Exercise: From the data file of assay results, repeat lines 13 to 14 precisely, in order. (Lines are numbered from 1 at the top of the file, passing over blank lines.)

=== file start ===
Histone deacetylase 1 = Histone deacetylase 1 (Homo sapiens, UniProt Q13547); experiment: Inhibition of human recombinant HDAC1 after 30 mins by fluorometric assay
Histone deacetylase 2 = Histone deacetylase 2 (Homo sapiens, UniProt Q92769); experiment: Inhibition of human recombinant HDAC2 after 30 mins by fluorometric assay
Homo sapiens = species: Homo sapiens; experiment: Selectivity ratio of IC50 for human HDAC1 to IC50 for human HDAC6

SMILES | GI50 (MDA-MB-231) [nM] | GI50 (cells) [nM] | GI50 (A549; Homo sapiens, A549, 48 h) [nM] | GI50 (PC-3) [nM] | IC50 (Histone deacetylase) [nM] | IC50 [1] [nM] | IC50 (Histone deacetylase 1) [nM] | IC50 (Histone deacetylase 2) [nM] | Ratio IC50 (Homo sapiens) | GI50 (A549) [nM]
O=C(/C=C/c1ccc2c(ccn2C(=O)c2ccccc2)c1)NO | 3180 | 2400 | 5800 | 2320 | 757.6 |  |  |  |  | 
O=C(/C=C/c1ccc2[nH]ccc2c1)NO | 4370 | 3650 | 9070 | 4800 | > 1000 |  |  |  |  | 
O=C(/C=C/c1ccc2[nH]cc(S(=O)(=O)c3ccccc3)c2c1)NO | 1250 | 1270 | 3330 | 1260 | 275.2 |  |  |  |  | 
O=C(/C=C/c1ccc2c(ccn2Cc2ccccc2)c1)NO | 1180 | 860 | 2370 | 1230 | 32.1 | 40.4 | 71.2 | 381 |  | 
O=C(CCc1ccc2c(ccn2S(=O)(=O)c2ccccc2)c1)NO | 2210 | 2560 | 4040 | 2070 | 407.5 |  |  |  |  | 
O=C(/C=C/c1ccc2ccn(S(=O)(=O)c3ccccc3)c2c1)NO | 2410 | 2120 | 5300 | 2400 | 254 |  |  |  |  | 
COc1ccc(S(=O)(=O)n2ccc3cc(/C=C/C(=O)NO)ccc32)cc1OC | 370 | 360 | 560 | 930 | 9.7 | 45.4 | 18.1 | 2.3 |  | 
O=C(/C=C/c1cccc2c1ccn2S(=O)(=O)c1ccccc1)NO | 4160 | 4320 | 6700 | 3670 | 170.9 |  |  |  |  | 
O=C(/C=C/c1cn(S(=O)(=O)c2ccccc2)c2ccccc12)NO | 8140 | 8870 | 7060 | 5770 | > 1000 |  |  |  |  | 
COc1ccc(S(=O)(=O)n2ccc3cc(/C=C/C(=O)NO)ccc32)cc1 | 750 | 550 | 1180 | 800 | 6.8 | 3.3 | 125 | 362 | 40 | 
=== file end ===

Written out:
O=C(/C=C/c1cn(S(=O)(=O)c2ccccc2)c2ccccc12)NO | 8140 | 8870 | 7060 | 5770 | > 1000 |  |  |  |  | 
COc1ccc(S(=O)(=O)n2ccc3cc(/C=C/C(=O)NO)ccc32)cc1 | 750 | 550 | 1180 | 800 | 6.8 | 3.3 | 125 | 362 | 40 | 